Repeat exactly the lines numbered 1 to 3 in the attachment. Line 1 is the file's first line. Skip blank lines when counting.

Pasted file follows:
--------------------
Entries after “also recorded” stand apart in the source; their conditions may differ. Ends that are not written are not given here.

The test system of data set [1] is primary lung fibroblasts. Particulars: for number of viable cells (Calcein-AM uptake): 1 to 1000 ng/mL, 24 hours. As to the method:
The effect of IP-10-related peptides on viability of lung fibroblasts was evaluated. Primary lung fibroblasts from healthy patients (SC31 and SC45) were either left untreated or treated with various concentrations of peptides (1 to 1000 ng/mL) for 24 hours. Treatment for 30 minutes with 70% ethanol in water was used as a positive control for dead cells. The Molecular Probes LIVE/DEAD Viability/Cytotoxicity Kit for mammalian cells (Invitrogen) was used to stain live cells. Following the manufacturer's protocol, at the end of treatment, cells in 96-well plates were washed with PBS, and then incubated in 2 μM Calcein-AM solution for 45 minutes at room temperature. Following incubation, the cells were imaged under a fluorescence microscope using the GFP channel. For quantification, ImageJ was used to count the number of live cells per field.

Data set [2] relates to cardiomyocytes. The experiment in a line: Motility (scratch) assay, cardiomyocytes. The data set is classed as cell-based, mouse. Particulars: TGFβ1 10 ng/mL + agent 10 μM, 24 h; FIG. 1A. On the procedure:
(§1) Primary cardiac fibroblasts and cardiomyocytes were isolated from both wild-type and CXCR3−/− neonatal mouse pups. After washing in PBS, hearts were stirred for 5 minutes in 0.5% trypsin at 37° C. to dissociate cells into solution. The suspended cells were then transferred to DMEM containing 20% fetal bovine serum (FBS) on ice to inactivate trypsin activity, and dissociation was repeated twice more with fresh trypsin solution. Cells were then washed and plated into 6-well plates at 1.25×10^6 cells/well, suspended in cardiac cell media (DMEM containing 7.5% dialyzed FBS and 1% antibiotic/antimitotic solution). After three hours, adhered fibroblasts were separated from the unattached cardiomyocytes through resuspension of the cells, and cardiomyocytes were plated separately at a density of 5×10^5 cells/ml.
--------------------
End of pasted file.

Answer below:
Entries after “also recorded” stand apart in the source; their conditions may differ. Ends that are not written are not given here.

The test system of data set [1] is primary lung fibroblasts. Particulars: for number of viable cells (Calcein-AM uptake): 1 to 1000 ng/mL, 24 hours. As to the method:
The effect of IP-10-related peptides on viability of lung fibroblasts was evaluated. Primary lung fibroblasts from healthy patients (SC31 and SC45) were either left untreated or treated with various concentrations of peptides (1 to 1000 ng/mL) for 24 hours. Treatment for 30 minutes with 70% ethanol in water was used as a positive control for dead cells. The Molecular Probes LIVE/DEAD Viability/Cytotoxicity Kit for mammalian cells (Invitrogen) was used to stain live cells. Following the manufacturer's protocol, at the end of treatment, cells in 96-well plates were washed with PBS, and then incubated in 2 μM Calcein-AM solution for 45 minutes at room temperature. Following incubation, the cells were imaged under a fluorescence microscope using the GFP channel. For quantification, ImageJ was used to count the number of live cells per field.